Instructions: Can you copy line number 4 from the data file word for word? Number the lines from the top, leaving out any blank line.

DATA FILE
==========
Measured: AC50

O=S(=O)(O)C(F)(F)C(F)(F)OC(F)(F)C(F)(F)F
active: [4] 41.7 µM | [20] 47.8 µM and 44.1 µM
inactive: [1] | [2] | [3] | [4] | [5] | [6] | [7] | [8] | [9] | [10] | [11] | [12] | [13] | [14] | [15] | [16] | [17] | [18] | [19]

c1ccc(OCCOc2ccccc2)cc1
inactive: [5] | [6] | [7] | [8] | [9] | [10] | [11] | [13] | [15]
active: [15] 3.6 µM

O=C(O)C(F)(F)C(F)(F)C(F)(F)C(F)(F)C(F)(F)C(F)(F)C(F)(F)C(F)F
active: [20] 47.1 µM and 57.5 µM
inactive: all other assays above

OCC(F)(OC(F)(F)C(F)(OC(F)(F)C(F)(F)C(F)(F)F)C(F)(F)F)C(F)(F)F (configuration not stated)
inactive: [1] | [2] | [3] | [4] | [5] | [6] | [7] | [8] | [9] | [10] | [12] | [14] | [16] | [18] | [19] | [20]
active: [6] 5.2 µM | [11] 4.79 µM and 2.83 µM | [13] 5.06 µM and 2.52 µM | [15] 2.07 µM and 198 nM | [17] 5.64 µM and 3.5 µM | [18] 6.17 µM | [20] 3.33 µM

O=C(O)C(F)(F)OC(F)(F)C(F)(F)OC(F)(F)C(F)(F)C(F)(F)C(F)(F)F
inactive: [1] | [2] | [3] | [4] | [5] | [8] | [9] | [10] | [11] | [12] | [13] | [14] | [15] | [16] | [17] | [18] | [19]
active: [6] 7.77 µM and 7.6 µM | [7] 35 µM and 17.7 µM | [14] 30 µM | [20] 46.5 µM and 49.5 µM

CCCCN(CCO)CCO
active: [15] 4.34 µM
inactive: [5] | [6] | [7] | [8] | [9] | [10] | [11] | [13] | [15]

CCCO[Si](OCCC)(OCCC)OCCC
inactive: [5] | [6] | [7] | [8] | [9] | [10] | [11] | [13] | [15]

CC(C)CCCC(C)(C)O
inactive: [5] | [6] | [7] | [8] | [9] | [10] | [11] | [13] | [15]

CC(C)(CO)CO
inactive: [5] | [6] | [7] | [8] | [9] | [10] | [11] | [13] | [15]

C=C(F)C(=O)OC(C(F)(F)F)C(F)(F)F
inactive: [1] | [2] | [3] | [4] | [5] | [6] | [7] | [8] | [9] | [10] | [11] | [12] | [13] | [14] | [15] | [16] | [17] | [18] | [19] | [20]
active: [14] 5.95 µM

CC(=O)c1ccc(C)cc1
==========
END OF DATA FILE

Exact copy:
inactive: [1] | [2] | [3] | [4] | [5] | [6] | [7] | [8] | [9] | [10] | [11] | [12] | [13] | [14] | [15] | [16] | [17] | [18] | [19]